The following stories are just a small sample of what you will find in the pages of the first two books in The Old Car Nut Book series. These first two books are stories from people across America and tell about the events that sparked their interest and the passion that keeps them involved.
Check out Rik Hoving Kustoms
Books three and four are being compiled now and will focus on Road Trips and Racing. Who doesn't like to travel or go just a little fast once in a while. If you have a story that you want to share, check out How To Submit and send us your story now.
Book Three, "Road Trips" will be published in May 2015. Book Four, "Racing" will follow later that year! Get your stories in now while there is still space for you.
At one time, I counted over 20 cars I had owned by the time I was 21 years old. Four of those cars were ‘55 Chevys, including one purple customized convertible. It was shaved and decked, had ‘57 Olds side trim, and ‘54 Packard tail lights.
Another one that I remember fondly was a red and white 1955 Chevy Sport Coupe. I found it in a gas station with no motor (sense a theme here?), and two Powerglides in the trunk. I paid $65 for it and towed it home. After selling the Powerglides, and reclaiming the change from under the seats, I was into the car for $7.
It was a rust bucket as were all five year old cars in Illinois. I had just wrecked a ‘58 Impala, so I pulled the 348 four speed and dropped, or should I say wedged it, into the ‘55. It ran OK, but my buddy Tom’s 327 powered ‘55 Chev 150 would always beat me.
As luck would have it, I spun a bearing in that 348. So, I saved my nickels and bought a 409 425 HP short block and made the 348 heads and tri-power work on it. It ran better, but later when I scored a set of heads and quads off a 409 and she really started to fly.
Tom could no longer keep up with me; nor could anyone else. We used to street race for $20 and never had to buy gas on the weekends. It wasn’t much to look at with the bumpers pulled off and sporting a rattle can black primer paint job, but man was it fast!
My posse consisted of four other guys who all drove ’55 Chevys, except Willy who had a fuelie ‘57 red convert. We all wrenched on our own cars and each others as often as we could.
I'd slide behind the huge steering wheel, peer out the tiny windows, and dream that I was driving it. Of course, in my dreams it was pristine, rather than the rusting hulk sitting in the briars on two flat tires that it really was. Someday, I'm gonna have one of these, I'd tell myself.
The light had just turned green and together we “racked off the pipes” as we accelerated away together. As we cruised on I didn’t notice the two motorcycle cops sitting at their usual perch next door to Busch’s Drive-In restaurant, another popular hangout back in those days.
For whatever reason, Bob had somehow disappeared. Maybe he had spotted the cops and bailed on me. I continued up the Ave and as I passed K-Mart, Officer R. Otis was hot on my tail. He was the nemesis of every young guy with a car. He lived and loved to be hated.
Within seconds, there were lights and sirens behind me, causing me that sickening feeling that you get when you know you’re the object of too much attention by the long arm of the law. In a panic, I immediately pulled over and stopped at Bucks A&W Drive-In at the curb… in the right turn only lane.
Resigning myself to saying goodbye, I bent and gave her a final kiss on the hood and walked away. I was so upset that I forgot to even take any pictures. Walking away, I didn’t look back and I’ve never seen her again, but I keep going back to the New England Summer Nationals every year.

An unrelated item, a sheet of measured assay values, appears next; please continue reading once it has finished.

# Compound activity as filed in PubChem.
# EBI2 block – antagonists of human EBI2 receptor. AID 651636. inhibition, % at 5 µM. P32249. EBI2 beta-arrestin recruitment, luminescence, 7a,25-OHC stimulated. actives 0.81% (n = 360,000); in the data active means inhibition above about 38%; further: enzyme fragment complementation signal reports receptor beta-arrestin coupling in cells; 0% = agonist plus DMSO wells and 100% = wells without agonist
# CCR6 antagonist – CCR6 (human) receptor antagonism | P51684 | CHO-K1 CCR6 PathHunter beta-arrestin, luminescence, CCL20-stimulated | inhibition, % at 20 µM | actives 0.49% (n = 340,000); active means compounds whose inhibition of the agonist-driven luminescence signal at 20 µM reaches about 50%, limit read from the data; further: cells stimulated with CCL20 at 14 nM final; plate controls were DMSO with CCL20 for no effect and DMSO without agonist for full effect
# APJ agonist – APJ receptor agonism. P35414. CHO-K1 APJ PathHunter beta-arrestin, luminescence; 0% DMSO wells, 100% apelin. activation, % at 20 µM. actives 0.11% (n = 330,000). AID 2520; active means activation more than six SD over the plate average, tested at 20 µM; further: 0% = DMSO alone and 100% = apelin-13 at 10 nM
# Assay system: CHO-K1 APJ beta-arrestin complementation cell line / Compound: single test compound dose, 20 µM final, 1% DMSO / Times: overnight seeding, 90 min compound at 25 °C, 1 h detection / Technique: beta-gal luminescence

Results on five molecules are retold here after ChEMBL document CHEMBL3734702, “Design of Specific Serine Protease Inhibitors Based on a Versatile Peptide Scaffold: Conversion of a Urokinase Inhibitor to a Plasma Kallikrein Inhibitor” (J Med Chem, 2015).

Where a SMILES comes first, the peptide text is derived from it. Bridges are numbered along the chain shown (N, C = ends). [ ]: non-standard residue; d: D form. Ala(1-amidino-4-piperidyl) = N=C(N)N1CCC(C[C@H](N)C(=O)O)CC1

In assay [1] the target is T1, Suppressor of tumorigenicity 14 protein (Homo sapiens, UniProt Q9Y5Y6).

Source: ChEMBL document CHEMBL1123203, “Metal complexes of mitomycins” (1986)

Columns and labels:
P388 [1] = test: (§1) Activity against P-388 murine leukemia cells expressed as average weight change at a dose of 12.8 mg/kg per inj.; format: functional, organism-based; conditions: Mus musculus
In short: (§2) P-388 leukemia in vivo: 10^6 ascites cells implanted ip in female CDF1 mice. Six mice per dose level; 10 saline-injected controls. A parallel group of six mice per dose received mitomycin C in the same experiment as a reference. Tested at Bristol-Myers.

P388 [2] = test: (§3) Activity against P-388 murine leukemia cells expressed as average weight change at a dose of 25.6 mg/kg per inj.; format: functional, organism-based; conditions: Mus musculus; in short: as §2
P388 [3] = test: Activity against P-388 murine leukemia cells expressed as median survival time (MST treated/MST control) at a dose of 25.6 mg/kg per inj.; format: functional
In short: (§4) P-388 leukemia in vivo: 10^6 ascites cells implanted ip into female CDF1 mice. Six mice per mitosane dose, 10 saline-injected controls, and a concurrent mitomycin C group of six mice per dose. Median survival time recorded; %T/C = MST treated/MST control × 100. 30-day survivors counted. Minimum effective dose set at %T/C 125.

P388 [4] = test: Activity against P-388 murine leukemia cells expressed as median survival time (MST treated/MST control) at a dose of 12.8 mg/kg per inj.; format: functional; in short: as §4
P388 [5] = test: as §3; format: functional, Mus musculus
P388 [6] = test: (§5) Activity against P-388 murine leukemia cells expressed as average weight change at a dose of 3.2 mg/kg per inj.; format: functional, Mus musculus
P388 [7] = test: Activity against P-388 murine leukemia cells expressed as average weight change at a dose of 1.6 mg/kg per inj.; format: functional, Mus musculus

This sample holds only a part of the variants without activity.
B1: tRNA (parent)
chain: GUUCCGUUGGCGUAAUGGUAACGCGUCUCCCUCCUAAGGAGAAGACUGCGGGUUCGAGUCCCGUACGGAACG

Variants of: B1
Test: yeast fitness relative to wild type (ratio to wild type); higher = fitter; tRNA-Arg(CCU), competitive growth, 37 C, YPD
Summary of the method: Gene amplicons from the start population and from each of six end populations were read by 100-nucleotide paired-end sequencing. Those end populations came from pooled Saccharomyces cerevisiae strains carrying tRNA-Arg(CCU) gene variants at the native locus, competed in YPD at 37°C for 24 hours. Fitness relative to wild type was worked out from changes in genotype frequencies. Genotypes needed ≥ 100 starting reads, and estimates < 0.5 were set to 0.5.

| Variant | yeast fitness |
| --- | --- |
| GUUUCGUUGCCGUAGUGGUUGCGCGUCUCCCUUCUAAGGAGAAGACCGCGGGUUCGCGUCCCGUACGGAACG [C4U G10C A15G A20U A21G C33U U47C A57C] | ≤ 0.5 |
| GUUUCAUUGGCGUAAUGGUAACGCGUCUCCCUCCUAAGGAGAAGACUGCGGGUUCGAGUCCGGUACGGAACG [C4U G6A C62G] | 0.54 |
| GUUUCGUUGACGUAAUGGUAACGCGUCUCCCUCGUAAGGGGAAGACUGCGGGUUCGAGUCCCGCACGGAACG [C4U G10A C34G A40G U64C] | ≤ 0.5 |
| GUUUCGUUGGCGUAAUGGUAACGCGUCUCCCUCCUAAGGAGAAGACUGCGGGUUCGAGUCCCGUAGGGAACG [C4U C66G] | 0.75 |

I started it up and after driving to high school just one day it was knocking worse than ever. I tore the engine down again and discovered I had installed one of the little dipper scoops on the rod cap backwards, so I had to purchase another junk yard rod for $1.
The engine was improved, but it always knocked and used oil. That was the type of backyard rebuild that was common back then and I was proud to be able to do it and lucky to have a running car.
The body was another story. The wood framing was badly rotted, and unlike today, I did not have the skill or tools to rebuild a wood framed body. The rear portion was particularly bad, and the rear doors were about to fall off. In my infinite wisdom, I figured the best thing to do was to convert this sedan to a pick up.
I removed all of the body behind the front seat, and manufactured a truck bed out of 2x4 and 4x4 lumber sheathed over with 1 inch boards. Of course, this was all used lumber that I had on hand. The wooden truck bed extended back over the gas tank and covered the gasoline filler cap, making it impossible to fill the tank. I solved this problem by leaving one small board un-nailed so it could be slipped out come time to re-fuel.
The deal was made on a Saturday, so we picked up the car and took it home on the following Monday. We washed and shined, until we had it absolutely sparkling. Our summer of a lifetime had started. We, of course, didn’t realize the significance of that moment in time then. What kid thinks past today or at best tomorrow?
Buddy’s Dad covered the cost of the car and three months of insurance, but left it to us to figure out money for gas, oil, and whatever else we needed money for. We scouted out a half dozen lawn mowing jobs and used an old reel style, muscle powered mower to accomplish the work. We did a lot of pushing! We also had a morning paper route and along our path picked up beer and soda bottles for deposit returns. We made it work and two happier guys never existed.